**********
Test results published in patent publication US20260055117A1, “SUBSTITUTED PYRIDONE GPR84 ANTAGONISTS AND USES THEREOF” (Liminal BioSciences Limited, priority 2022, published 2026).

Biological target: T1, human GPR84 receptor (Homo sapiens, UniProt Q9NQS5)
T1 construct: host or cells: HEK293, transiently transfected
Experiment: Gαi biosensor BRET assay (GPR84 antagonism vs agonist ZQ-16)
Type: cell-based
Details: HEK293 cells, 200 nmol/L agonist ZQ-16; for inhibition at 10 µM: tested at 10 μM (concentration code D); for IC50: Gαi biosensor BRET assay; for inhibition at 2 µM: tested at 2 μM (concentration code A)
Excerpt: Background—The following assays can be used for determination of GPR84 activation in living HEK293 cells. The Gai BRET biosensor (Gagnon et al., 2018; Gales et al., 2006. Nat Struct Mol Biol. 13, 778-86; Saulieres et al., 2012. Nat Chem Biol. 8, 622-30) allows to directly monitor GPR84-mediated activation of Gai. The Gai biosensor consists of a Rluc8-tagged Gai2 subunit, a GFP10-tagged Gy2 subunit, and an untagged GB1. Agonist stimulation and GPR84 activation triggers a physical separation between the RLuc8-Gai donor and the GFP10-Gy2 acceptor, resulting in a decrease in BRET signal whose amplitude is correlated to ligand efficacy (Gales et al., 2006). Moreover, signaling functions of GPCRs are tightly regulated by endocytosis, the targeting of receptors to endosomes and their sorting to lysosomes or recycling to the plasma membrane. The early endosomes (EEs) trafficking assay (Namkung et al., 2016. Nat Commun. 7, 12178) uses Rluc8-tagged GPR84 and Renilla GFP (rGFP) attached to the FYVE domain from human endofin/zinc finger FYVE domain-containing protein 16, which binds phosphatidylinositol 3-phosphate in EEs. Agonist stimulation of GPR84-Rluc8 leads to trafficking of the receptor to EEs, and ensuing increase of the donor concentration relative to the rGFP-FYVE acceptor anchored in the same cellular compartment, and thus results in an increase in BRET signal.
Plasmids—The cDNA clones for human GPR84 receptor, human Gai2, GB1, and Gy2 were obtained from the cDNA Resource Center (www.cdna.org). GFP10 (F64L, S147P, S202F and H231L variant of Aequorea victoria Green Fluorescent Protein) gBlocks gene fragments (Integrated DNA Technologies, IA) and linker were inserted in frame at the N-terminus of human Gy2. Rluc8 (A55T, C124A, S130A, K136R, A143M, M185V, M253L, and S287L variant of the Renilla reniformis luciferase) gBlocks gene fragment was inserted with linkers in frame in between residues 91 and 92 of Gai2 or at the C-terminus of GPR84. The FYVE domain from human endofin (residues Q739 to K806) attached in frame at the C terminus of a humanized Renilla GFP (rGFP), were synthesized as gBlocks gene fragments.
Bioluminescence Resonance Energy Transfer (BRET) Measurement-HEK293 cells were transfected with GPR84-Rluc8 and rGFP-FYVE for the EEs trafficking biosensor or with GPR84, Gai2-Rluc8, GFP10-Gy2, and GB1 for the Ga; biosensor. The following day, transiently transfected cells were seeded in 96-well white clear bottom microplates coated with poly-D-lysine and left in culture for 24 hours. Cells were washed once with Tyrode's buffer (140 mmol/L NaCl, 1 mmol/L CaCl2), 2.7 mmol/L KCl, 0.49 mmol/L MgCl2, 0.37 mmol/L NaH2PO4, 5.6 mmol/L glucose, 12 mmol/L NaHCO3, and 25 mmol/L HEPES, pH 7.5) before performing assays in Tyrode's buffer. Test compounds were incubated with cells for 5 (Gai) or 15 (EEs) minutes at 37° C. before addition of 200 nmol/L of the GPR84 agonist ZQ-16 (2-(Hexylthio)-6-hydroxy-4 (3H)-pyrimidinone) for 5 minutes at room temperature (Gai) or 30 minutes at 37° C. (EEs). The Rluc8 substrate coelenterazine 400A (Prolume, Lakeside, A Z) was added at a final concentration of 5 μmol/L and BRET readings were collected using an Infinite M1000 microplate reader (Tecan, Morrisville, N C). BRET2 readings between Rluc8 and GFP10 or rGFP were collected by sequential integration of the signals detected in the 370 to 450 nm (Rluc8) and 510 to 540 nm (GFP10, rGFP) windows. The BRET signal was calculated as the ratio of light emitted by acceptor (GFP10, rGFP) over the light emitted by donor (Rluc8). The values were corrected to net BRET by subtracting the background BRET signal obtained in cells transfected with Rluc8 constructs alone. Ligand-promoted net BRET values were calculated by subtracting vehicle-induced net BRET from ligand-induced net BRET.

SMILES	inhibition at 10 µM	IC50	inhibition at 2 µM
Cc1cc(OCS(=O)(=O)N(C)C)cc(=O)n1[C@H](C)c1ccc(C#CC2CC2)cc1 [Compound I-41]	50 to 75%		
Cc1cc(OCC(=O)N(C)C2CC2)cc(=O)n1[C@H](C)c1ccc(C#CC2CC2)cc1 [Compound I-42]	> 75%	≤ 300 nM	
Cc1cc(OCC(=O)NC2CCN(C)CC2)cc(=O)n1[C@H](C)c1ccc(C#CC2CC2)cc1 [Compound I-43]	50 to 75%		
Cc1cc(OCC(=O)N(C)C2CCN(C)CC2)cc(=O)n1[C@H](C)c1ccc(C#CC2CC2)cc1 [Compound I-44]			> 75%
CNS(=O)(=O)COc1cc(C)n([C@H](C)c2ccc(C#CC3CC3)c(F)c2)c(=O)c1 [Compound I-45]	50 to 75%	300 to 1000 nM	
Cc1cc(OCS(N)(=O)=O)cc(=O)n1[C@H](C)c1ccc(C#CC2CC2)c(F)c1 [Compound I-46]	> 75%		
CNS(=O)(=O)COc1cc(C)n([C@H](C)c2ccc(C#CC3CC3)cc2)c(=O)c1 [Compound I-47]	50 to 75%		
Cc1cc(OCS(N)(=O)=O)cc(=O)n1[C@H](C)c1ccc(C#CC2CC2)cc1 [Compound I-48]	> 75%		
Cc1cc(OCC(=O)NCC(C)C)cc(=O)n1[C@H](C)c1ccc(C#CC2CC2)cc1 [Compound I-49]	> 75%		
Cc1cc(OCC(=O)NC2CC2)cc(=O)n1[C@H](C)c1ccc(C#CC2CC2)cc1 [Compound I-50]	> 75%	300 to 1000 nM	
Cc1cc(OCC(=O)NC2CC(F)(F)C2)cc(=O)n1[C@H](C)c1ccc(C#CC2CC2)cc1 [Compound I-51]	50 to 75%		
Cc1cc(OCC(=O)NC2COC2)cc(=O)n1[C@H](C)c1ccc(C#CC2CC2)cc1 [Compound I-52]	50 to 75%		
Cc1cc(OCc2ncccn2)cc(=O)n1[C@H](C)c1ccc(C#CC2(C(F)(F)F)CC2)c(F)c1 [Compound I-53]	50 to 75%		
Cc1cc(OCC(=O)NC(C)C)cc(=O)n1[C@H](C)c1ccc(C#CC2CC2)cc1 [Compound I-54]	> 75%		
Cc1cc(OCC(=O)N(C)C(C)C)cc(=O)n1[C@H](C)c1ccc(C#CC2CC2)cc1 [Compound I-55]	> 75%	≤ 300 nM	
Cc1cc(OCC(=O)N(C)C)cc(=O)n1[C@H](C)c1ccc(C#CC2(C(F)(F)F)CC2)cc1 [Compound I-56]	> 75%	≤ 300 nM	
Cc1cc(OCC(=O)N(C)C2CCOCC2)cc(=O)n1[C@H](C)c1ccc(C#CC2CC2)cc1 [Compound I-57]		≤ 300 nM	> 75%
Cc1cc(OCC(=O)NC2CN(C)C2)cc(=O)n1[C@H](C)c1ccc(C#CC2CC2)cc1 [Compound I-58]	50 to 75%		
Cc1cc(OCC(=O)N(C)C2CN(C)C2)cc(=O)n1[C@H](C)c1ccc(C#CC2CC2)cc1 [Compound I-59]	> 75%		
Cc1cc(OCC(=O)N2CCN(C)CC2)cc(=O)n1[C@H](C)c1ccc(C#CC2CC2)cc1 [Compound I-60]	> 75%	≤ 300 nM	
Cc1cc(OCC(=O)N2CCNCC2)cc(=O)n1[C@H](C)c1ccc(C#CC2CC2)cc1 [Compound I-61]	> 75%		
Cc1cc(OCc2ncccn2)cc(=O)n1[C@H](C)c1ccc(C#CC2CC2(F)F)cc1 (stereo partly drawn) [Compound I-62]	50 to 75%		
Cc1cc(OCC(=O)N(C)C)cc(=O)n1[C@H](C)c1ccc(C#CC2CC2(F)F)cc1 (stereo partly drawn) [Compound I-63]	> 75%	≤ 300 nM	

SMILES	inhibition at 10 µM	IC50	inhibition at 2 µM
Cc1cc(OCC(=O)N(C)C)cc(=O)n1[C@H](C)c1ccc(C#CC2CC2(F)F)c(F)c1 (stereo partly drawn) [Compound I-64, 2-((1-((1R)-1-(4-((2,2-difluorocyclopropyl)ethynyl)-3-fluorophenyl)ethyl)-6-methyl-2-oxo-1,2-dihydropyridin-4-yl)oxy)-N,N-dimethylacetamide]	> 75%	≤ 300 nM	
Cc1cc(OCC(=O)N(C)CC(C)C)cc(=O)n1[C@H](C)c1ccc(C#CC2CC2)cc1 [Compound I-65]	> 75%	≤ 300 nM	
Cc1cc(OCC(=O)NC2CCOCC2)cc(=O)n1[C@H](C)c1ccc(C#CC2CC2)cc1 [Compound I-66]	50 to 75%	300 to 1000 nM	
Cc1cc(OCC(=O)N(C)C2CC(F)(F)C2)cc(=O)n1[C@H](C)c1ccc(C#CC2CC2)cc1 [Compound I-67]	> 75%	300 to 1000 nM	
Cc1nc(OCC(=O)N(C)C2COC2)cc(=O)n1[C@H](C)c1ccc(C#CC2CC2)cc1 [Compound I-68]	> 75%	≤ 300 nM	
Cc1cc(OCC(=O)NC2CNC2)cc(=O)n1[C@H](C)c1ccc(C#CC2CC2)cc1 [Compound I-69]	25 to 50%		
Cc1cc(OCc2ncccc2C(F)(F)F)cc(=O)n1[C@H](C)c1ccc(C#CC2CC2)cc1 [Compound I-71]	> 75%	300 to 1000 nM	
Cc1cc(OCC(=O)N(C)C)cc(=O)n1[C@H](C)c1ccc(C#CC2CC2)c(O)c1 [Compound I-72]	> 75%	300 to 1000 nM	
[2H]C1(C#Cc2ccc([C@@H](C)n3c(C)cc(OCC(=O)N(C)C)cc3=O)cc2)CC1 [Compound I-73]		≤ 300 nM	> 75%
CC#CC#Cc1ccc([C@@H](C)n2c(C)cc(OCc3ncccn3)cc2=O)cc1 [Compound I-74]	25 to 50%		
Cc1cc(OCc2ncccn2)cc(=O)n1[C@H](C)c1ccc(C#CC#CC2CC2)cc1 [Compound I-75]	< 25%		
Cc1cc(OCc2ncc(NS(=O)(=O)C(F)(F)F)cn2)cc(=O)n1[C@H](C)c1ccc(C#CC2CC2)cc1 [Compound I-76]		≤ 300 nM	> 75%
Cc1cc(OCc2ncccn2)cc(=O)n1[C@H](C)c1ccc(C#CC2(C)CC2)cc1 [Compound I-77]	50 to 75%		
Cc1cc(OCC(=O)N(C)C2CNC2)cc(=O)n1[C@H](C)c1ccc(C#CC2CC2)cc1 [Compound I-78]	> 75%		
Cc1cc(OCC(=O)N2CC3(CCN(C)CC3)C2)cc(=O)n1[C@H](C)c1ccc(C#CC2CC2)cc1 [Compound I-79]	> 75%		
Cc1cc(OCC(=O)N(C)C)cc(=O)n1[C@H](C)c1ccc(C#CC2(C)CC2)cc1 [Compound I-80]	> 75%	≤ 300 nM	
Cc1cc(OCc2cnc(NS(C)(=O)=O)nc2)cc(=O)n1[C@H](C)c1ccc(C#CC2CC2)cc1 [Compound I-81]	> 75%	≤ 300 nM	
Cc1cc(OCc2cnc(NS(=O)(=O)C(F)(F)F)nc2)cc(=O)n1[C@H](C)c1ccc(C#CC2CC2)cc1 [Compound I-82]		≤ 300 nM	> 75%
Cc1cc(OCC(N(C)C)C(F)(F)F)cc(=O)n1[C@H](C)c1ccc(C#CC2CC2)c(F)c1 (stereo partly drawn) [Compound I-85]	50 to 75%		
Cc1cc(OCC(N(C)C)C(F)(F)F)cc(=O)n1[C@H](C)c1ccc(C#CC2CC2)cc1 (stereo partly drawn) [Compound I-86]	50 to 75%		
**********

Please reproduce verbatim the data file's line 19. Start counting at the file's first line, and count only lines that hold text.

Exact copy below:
Cc1cc(OCC(=O)NCC(C)C)cc(=O)n1[C@H](C)c1ccc(C#CC2CC2)cc1 [Compound I-49]	> 75%		